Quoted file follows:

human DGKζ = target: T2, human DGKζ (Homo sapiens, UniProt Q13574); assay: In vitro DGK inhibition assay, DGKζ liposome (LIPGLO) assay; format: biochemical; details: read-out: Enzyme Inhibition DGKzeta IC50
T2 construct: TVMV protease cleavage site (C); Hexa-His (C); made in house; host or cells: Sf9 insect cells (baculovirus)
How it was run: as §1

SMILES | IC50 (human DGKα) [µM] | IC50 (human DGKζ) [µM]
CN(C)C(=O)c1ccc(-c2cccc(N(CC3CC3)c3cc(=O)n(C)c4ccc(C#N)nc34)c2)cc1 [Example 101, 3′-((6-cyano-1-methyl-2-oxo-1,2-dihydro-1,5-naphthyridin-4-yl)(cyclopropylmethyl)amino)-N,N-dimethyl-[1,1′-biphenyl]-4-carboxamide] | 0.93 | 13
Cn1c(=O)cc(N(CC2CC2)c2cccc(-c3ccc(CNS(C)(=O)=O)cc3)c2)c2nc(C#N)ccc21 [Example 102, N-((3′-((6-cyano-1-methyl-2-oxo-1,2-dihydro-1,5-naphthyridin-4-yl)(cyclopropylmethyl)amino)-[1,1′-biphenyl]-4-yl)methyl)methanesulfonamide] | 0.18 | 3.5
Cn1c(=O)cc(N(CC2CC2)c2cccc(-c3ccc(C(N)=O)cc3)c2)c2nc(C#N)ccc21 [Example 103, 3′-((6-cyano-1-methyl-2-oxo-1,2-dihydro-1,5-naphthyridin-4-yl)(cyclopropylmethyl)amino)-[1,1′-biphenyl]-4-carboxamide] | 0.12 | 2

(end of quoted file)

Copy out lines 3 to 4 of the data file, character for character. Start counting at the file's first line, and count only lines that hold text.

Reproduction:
How it was run: as §1

SMILES | IC50 (human DGKα) [µM] | IC50 (human DGKζ) [µM]